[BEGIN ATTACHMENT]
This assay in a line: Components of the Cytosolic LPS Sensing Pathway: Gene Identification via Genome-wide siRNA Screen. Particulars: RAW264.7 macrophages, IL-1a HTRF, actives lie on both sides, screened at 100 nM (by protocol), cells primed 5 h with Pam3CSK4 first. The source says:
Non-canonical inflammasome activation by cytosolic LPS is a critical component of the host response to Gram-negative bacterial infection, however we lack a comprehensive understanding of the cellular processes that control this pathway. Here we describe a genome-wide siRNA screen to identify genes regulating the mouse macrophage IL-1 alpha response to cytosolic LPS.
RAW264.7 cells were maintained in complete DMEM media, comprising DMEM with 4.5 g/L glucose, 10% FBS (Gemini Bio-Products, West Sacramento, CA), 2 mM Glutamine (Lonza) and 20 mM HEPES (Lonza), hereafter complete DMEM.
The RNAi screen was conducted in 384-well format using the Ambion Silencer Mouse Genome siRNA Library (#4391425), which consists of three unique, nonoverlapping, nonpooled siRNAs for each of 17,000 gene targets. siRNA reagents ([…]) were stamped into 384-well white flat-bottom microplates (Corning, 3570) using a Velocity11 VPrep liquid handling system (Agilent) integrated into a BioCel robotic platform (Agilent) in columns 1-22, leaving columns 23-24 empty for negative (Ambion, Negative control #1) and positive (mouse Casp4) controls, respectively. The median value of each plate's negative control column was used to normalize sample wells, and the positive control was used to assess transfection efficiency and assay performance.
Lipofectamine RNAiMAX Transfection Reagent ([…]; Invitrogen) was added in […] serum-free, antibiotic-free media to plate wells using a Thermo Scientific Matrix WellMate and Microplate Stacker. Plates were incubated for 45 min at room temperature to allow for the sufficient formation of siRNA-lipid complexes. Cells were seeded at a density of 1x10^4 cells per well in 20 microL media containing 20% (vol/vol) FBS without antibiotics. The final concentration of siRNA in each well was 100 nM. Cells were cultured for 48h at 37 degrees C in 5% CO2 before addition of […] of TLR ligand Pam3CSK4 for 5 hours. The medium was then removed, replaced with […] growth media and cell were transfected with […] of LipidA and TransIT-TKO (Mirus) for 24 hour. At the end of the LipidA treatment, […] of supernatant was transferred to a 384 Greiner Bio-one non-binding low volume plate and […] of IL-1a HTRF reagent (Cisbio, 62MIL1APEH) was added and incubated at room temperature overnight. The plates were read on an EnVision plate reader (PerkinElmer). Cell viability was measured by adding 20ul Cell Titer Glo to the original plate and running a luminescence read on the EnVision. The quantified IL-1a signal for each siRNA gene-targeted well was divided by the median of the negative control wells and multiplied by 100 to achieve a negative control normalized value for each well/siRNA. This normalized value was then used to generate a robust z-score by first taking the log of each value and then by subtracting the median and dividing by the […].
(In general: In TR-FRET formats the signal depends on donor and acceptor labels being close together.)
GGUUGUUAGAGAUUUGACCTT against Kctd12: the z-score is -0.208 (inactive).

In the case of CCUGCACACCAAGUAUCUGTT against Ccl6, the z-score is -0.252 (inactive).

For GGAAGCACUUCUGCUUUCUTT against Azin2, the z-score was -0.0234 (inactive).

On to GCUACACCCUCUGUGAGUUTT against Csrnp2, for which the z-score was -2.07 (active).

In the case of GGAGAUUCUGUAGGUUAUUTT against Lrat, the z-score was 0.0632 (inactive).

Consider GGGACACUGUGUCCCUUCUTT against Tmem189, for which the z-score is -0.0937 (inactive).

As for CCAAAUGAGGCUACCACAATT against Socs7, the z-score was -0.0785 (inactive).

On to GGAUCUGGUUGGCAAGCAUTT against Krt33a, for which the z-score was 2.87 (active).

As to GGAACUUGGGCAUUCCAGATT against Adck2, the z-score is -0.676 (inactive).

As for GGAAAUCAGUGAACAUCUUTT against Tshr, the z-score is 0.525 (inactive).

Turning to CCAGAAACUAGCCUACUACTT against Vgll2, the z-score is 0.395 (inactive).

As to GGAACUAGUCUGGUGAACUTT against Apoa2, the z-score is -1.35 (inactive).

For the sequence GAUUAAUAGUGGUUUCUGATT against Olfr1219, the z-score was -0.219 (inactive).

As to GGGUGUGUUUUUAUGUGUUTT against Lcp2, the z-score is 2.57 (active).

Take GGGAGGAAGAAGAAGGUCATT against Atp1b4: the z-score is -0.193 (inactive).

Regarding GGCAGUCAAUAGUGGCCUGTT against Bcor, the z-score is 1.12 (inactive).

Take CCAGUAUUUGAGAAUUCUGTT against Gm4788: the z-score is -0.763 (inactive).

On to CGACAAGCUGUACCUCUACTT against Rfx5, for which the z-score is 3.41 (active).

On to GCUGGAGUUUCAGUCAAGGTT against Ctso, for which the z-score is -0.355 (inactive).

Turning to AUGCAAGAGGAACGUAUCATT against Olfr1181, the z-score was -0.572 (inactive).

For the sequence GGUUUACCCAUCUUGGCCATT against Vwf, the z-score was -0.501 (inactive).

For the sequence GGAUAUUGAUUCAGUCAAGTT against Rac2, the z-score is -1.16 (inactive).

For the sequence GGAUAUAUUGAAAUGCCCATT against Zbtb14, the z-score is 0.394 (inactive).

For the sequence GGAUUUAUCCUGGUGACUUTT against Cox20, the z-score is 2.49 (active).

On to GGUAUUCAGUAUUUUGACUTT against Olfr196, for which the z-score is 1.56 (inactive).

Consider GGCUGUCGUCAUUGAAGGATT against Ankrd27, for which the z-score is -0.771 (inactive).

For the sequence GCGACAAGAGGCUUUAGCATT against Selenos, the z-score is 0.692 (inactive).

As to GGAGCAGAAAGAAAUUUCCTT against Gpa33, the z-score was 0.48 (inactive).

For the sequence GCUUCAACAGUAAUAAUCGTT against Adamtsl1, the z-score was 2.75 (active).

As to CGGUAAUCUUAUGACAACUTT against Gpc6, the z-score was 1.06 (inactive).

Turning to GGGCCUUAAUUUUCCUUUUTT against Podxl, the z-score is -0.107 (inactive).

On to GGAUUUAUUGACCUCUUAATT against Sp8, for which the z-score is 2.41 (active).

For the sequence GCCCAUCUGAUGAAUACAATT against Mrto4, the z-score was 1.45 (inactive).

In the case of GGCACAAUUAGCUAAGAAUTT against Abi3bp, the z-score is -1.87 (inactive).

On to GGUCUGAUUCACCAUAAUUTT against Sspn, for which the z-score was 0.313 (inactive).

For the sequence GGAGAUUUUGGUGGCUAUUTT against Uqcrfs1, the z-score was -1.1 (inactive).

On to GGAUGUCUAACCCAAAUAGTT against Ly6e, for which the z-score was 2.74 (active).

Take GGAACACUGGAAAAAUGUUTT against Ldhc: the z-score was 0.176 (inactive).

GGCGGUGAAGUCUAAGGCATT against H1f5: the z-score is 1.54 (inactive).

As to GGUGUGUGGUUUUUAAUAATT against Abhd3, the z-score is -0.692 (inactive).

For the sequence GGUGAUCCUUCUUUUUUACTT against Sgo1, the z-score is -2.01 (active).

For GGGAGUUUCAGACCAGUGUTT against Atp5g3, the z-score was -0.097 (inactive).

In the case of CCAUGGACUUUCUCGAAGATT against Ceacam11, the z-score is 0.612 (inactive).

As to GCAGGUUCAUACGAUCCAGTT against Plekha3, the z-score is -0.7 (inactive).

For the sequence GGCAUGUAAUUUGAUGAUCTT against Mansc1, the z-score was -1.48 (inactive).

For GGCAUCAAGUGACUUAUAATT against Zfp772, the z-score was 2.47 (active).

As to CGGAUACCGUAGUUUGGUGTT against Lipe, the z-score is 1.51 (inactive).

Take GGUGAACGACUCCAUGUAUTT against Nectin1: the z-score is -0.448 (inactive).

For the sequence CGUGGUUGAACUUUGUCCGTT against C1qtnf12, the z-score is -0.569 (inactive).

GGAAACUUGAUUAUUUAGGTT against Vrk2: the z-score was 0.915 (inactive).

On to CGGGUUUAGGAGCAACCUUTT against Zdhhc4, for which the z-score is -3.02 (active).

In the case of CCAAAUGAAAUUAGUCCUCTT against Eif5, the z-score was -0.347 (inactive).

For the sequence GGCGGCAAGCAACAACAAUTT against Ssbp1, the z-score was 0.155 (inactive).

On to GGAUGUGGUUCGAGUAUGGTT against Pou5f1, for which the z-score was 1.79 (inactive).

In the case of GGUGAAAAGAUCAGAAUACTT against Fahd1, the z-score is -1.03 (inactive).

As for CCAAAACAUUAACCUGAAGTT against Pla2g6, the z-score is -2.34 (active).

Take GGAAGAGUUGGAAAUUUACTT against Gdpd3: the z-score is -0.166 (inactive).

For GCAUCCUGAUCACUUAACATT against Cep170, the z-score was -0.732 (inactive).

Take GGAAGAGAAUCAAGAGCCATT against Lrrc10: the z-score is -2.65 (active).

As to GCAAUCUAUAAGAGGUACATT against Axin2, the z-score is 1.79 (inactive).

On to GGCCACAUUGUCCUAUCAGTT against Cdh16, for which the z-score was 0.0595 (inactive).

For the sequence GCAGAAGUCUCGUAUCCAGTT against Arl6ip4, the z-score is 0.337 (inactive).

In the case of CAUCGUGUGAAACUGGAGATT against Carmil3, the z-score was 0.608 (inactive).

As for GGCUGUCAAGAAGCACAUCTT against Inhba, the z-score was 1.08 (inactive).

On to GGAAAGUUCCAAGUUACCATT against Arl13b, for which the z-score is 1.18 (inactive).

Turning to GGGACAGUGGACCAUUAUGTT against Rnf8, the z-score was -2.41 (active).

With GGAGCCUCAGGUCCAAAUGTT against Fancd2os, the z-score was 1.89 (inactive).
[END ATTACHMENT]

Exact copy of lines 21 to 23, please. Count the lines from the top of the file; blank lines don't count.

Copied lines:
Take GGGAGGAAGAAGAAGGUCATT against Atp1b4: the z-score is -0.193 (inactive).

Regarding GGCAGUCAAUAGUGGCCUGTT against Bcor, the z-score is 1.12 (inactive).

Take CCAGUAUUUGAGAAUUCUGTT against Gm4788: the z-score is -0.763 (inactive).